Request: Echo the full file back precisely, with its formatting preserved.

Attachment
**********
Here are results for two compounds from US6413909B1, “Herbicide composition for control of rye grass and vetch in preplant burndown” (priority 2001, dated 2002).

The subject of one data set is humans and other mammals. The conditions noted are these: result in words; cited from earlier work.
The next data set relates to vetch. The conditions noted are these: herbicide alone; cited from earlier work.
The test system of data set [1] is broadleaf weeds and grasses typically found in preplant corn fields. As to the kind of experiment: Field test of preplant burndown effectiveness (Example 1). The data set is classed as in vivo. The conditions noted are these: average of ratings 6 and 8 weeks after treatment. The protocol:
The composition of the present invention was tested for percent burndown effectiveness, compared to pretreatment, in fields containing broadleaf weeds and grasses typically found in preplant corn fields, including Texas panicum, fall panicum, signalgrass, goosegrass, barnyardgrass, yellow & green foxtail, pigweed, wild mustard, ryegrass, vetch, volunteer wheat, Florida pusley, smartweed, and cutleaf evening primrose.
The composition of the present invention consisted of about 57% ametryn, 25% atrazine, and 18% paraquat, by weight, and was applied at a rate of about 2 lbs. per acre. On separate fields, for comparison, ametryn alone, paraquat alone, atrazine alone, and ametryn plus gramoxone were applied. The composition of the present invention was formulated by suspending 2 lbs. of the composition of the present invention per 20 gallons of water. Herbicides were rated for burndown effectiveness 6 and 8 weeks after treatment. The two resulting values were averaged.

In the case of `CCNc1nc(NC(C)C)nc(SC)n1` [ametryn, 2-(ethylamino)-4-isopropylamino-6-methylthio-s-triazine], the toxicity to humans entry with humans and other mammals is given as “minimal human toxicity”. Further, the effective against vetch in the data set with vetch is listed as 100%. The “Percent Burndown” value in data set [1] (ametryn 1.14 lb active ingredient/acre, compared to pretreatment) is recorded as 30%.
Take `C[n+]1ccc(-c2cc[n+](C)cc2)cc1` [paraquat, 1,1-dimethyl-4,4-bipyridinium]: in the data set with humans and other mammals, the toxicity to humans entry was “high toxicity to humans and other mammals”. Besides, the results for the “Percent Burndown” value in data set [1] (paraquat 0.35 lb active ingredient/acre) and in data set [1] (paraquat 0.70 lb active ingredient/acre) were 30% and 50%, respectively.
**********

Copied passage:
Here are results for two compounds from US6413909B1, “Herbicide composition for control of rye grass and vetch in preplant burndown” (priority 2001, dated 2002).

The subject of one data set is humans and other mammals. The conditions noted are these: result in words; cited from earlier work.
The next data set relates to vetch. The conditions noted are these: herbicide alone; cited from earlier work.
The test system of data set [1] is broadleaf weeds and grasses typically found in preplant corn fields. As to the kind of experiment: Field test of preplant burndown effectiveness (Example 1). The data set is classed as in vivo. The conditions noted are these: average of ratings 6 and 8 weeks after treatment. The protocol:
The composition of the present invention was tested for percent burndown effectiveness, compared to pretreatment, in fields containing broadleaf weeds and grasses typically found in preplant corn fields, including Texas panicum, fall panicum, signalgrass, goosegrass, barnyardgrass, yellow & green foxtail, pigweed, wild mustard, ryegrass, vetch, volunteer wheat, Florida pusley, smartweed, and cutleaf evening primrose.
The composition of the present invention consisted of about 57% ametryn, 25% atrazine, and 18% paraquat, by weight, and was applied at a rate of about 2 lbs. per acre. On separate fields, for comparison, ametryn alone, paraquat alone, atrazine alone, and ametryn plus gramoxone were applied. The composition of the present invention was formulated by suspending 2 lbs. of the composition of the present invention per 20 gallons of water. Herbicides were rated for burndown effectiveness 6 and 8 weeks after treatment. The two resulting values were averaged.

In the case of `CCNc1nc(NC(C)C)nc(SC)n1` [ametryn, 2-(ethylamino)-4-isopropylamino-6-methylthio-s-triazine], the toxicity to humans entry with humans and other mammals is given as “minimal human toxicity”. Further, the effective against vetch in the data set with vetch is listed as 100%. The “Percent Burndown” value in data set [1] (ametryn 1.14 lb active ingredient/acre, compared to pretreatment) is recorded as 30%.
Take `C[n+]1ccc(-c2cc[n+](C)cc2)cc1` [paraquat, 1,1-dimethyl-4,4-bipyridinium]: in the data set with humans and other mammals, the toxicity to humans entry was “high toxicity to humans and other mammals”. Besides, the results for the “Percent Burndown” value in data set [1] (paraquat 0.35 lb active ingredient/acre) and in data set [1] (paraquat 0.70 lb active ingredient/acre) were 30% and 50%, respectively.